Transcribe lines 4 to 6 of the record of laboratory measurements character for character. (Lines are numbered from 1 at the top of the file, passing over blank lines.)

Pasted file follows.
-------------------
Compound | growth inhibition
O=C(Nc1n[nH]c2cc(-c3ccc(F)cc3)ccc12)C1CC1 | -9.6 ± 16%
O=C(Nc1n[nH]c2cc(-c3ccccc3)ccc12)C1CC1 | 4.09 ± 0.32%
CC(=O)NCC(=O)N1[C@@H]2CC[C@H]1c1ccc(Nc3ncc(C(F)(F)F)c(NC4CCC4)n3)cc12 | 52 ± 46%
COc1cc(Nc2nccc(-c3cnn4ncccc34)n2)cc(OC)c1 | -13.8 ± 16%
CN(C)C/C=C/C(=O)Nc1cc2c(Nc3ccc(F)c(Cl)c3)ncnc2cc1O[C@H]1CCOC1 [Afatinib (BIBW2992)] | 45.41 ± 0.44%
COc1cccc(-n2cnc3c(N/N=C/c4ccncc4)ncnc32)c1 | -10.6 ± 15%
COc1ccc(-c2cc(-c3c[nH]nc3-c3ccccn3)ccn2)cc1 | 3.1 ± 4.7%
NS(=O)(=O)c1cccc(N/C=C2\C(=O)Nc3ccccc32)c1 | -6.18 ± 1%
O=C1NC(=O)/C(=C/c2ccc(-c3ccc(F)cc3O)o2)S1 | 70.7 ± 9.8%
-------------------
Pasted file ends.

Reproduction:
CC(=O)NCC(=O)N1[C@@H]2CC[C@H]1c1ccc(Nc3ncc(C(F)(F)F)c(NC4CCC4)n3)cc12 | 52 ± 46%
COc1cc(Nc2nccc(-c3cnn4ncccc34)n2)cc(OC)c1 | -13.8 ± 16%
CN(C)C/C=C/C(=O)Nc1cc2c(Nc3ccc(F)c(Cl)c3)ncnc2cc1O[C@H]1CCOC1 [Afatinib (BIBW2992)] | 45.41 ± 0.44%